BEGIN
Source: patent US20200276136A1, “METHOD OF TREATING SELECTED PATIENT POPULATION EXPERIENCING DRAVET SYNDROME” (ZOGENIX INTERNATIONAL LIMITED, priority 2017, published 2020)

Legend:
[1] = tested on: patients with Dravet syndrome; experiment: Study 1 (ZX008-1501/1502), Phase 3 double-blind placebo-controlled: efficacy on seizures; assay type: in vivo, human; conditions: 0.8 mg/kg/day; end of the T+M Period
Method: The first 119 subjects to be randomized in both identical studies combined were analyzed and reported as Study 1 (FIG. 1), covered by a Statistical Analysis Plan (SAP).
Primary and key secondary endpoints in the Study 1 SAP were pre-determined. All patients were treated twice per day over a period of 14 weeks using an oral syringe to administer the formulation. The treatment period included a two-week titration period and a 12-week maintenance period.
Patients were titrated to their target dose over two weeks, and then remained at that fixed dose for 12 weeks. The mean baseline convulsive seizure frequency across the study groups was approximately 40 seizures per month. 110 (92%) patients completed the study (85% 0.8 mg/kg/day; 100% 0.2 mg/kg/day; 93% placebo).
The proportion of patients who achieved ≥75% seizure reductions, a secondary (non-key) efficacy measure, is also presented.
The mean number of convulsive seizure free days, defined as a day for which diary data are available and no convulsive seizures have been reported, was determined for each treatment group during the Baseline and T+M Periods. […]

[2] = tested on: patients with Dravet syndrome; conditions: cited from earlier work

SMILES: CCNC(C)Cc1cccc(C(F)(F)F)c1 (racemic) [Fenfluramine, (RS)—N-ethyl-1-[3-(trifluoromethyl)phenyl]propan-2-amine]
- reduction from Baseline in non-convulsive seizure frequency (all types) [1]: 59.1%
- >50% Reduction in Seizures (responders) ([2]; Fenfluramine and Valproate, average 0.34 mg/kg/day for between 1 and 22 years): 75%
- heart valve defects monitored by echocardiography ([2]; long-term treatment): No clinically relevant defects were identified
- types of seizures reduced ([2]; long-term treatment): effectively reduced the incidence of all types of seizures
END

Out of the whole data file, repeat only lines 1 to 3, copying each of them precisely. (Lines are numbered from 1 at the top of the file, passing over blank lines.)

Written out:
Source: patent US20200276136A1, “METHOD OF TREATING SELECTED PATIENT POPULATION EXPERIENCING DRAVET SYNDROME” (ZOGENIX INTERNATIONAL LIMITED, priority 2017, published 2020)

Legend:
[1] = tested on: patients with Dravet syndrome; experiment: Study 1 (ZX008-1501/1502), Phase 3 double-blind placebo-controlled: efficacy on seizures; assay type: in vivo, human; conditions: 0.8 mg/kg/day; end of the T+M Period